10 Dec 2019
Prosecution of white-collar crime has fallen by almost 30 per cent since 2014, according to figures released today.
Analysts blame cuts to police numbers driven by austerity for the fall in the number of cases of fraud, money laundering, cybercrime and insider trading being prosecuted.
Ministry of Justice figures show that there were 9,415 prosecutions in 2014 compared with 6,670 last year. The number of cases fell by 14 per cent last year alone, from 7,790 in 2017. Over roughly the same period, reported fraud and cyber offences across the UK rose by more than 8.5 per cent to 693,418.
Researchers said that the government’s own recent reports had suggested that cuts to police resources have hampered the investigation of white-collar crime.
Today’s report, produced by the data analyst Thomson Reuters, points to recent research from HM Inspectorate of Constabulary and Fire & Rescue Services, which found that many police fraud teams had been reduced over the last decade.
It is said that fraud squads have been reassigned to deal with more high profile violent crimes and sexual offences. As a result, according to today’s report, “some fraud teams were only able to conduct one investigation at a time, with more complex ones not being pursued at all”.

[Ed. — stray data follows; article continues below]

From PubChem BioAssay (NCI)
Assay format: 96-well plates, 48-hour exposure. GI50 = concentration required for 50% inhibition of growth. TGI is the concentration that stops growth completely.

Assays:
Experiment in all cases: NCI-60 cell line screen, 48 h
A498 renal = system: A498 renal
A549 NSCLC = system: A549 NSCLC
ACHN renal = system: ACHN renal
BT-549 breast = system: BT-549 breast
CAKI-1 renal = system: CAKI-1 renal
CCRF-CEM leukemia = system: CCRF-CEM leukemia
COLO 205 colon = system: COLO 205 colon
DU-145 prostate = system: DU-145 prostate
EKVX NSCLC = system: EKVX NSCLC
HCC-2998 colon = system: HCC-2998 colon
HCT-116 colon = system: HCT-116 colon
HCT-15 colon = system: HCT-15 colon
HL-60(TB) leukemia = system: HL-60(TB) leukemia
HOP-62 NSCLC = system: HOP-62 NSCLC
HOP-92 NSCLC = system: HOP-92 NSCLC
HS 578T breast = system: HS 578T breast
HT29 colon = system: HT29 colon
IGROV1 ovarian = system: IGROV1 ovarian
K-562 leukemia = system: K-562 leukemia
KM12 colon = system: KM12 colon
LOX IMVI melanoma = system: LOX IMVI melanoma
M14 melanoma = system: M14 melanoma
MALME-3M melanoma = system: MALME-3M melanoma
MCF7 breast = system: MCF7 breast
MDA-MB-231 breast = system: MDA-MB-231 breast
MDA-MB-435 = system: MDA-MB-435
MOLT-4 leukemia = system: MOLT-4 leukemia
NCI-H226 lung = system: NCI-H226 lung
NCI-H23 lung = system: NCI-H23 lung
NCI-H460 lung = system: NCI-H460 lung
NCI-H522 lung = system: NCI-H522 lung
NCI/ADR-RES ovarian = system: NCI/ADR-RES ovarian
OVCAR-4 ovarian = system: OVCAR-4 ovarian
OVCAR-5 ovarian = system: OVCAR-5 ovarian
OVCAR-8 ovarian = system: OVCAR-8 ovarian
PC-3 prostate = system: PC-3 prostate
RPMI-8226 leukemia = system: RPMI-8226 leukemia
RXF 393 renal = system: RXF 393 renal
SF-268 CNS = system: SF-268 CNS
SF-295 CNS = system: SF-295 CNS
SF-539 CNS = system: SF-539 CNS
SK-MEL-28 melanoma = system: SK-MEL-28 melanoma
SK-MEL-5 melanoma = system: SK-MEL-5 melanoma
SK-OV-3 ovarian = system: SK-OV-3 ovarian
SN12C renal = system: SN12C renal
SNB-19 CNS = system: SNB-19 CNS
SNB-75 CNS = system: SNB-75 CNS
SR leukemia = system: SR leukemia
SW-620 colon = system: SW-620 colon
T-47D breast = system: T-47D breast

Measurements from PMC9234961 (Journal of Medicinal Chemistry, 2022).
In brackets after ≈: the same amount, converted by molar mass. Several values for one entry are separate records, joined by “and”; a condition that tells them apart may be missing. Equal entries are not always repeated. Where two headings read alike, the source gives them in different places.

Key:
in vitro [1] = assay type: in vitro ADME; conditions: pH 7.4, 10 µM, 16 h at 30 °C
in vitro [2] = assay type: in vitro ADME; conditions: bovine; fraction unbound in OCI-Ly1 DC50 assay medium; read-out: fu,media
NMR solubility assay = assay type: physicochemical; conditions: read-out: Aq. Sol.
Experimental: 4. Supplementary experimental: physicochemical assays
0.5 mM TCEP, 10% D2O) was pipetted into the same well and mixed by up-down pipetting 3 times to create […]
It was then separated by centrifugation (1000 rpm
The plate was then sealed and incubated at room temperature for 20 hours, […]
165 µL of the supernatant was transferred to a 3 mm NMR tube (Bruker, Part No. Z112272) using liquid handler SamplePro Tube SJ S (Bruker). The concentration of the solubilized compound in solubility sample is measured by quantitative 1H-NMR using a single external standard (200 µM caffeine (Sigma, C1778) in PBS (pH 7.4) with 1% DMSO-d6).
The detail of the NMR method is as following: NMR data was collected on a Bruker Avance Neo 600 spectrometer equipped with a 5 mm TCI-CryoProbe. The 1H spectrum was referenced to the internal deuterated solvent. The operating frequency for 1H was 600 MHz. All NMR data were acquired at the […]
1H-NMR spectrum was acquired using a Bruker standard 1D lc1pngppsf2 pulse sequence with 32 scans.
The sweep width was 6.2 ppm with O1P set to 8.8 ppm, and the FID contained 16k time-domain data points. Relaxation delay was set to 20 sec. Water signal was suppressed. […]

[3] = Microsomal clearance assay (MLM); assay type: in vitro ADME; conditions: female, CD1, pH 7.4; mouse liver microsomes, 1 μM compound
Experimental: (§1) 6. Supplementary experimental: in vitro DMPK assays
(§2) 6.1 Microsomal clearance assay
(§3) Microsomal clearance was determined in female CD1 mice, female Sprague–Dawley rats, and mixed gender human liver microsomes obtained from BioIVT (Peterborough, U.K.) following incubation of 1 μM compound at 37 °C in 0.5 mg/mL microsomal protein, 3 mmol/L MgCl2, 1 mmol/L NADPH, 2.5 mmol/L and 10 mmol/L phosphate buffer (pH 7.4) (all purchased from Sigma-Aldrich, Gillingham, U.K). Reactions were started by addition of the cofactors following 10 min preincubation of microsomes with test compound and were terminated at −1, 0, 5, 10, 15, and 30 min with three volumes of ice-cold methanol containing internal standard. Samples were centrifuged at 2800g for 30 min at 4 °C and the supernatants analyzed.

According to the National Audit Office, central and local government funding to police forces fell by 19 per cent, adjusted for inflation, between 2010-11 and 2018-19.
Today’s research also says that fraud has become more sophisticated, with many cases involving cross-border transactions and multiple countries. Criminals are increasingly exploiting fast-moving advances in financial services technology, such as crypto-assets, to move money anonymously.
The report points to figures from Europol, the EU’s law enforcement agency, which estimate that up to £4 billion is laundered across the EU annually using crypto-assets.
By Jonathan Ames, The Times, 9 December 2019
Read more at The Times
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